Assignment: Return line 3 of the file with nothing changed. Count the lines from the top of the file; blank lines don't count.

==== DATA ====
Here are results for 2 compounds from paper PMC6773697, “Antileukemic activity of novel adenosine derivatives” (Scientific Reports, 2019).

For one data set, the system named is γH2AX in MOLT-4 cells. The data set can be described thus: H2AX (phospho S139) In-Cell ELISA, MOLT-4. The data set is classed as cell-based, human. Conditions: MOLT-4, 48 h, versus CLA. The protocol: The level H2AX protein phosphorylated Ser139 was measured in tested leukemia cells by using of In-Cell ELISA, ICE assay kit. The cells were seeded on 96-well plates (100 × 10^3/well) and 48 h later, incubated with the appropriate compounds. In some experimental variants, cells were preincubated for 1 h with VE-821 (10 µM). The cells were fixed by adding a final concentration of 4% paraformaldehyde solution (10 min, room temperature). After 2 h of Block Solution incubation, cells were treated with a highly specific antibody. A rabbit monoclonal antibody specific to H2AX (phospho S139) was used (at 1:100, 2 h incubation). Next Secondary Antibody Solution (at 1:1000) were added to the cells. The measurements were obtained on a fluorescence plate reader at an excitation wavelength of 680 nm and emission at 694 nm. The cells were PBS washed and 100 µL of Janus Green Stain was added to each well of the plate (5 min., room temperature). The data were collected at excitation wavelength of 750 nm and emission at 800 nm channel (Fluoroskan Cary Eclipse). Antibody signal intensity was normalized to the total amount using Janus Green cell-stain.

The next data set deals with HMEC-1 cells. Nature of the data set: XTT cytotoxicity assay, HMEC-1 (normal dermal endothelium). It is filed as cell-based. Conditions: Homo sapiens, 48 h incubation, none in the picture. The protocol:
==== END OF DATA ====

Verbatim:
The next data set deals with HMEC-1 cells. Nature of the data set: XTT cytotoxicity assay, HMEC-1 (normal dermal endothelium). It is filed as cell-based. Conditions: Homo sapiens, 48 h incubation, none in the picture. The protocol: